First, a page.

… the kingdom of heaven is like a net that was let down into the lake and caught all kinds of fish. When it was full, the fishermen pulled it up on the shore. Then they sat down and collected the good fish in baskets, but threw the bad away. This is how it will be at the end of the age. The angels will come and separate the wicked from the righteous and throw them into the fiery furnace where there will be weeping and gnashing of teeth.
In his book Kingdom, Grace, Judgment Robert Capon says the original word for net in this parable is sagene, and it shows up only once in the New Testament. Sagene is a net that’s dragged through the water, unselectively gathering everything in its path. So, too, the kingdom takes in everything. And hopefully the church, as a visible sign of that kingdom, likewise does not discriminate.
It’s not our business to judge who is wicked and who is righteous. It’s the fishermen (angels) who will sort the fish, and even then they’ll not be judging. They'll only be separating according to God who will judge. Here’s what Capon says about the Last Day:
It occurs… after the general resurrection: every last person who arrives at it arrives in the power of Jesus’ reconciliation. The judgment, therefore, is first of all the announcement not of vindictiveness but of vindication. Everyone who comes before the Judge has already been reconciled by the dying and rising of the Judge. The only sentence to be pronounced, as far as the Judge himself is concerned, is a sentence to life, and life abundant.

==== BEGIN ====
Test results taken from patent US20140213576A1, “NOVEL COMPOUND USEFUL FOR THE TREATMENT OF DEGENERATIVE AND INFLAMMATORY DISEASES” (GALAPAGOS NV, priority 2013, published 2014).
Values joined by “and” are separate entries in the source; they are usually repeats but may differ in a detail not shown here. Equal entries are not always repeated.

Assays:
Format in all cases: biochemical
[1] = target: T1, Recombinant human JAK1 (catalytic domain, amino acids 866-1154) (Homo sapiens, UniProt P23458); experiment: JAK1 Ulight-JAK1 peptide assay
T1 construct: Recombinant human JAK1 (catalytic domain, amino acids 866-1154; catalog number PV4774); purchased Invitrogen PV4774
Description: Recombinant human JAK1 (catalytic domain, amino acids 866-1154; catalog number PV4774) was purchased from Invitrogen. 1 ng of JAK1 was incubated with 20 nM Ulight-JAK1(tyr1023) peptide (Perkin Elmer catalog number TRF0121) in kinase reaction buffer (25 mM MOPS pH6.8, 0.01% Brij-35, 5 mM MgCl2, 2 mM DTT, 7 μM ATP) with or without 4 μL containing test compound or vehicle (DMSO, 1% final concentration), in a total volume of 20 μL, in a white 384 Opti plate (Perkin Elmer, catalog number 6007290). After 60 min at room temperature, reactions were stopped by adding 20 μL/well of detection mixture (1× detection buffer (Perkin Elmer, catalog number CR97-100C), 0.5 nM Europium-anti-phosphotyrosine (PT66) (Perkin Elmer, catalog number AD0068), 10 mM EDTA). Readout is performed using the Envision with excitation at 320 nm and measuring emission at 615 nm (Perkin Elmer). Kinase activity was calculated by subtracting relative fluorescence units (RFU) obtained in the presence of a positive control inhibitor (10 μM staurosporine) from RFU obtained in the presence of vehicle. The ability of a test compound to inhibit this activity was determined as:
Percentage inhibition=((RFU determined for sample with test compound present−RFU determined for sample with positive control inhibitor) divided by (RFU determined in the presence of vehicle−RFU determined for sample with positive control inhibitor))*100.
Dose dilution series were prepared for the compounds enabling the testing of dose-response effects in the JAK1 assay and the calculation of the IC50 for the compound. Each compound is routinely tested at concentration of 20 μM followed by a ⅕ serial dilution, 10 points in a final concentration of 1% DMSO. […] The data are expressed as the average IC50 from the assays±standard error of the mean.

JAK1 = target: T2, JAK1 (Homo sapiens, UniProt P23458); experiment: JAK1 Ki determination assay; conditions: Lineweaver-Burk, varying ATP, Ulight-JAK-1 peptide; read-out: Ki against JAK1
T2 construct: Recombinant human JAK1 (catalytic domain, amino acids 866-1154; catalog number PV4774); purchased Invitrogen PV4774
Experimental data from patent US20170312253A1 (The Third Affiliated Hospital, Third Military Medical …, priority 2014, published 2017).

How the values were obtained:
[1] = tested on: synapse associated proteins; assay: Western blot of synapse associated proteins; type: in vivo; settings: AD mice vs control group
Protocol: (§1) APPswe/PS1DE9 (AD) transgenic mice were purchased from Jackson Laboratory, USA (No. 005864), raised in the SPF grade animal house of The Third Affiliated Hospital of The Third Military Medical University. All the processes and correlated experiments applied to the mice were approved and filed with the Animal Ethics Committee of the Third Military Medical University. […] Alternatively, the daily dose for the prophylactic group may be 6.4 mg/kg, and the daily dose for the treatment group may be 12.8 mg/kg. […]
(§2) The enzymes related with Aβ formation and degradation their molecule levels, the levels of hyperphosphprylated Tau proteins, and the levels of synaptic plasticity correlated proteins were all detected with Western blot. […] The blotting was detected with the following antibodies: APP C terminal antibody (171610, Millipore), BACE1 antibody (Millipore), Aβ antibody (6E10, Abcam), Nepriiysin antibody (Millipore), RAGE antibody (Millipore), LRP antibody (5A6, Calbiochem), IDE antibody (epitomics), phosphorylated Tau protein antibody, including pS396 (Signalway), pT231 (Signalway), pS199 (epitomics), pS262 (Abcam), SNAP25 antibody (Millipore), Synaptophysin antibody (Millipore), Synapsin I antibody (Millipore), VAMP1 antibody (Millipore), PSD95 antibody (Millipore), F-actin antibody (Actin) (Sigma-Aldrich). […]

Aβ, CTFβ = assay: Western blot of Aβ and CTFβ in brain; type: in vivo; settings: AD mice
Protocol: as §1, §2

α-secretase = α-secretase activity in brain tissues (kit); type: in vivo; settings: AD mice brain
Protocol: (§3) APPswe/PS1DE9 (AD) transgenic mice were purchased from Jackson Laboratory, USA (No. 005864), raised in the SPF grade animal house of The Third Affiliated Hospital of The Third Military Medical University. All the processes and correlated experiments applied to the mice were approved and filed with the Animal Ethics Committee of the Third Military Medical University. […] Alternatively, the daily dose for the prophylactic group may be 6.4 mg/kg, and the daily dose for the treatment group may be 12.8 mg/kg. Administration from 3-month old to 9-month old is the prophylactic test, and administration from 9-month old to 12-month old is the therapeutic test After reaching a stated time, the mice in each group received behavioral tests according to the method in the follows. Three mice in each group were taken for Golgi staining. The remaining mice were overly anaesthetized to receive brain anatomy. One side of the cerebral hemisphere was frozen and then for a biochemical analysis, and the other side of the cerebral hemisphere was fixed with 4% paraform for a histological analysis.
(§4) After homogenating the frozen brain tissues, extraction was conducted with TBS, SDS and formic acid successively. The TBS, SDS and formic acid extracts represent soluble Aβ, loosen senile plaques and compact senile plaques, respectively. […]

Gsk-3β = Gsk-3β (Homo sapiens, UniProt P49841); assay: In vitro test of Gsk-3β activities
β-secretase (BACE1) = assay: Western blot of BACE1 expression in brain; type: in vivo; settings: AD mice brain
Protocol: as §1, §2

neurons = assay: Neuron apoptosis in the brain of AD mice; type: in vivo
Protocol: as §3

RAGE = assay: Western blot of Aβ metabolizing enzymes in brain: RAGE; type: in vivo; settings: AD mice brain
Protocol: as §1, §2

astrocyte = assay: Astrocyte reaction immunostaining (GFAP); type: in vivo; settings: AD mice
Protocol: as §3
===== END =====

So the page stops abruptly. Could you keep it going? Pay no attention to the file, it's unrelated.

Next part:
It’s only those who want to argue with what Jesus did on the cross who are then pronounced willfully evil. They’re determined to reject Jesus and his invitation, the offer that’s mercifully given to them despite their rottenness.
So to conclude, I understand this to be a parable not about judging between various kinds, but about Jesus accepting all into the kingdom and judging in light of having already reconciled everyone to himself. If I want to reject it, I can. But I would rather accept it.Both heaven and hell are populated entirely and only by forgiven sinners. Hell is just a courtesy for those who insist they want no part of forgiveness.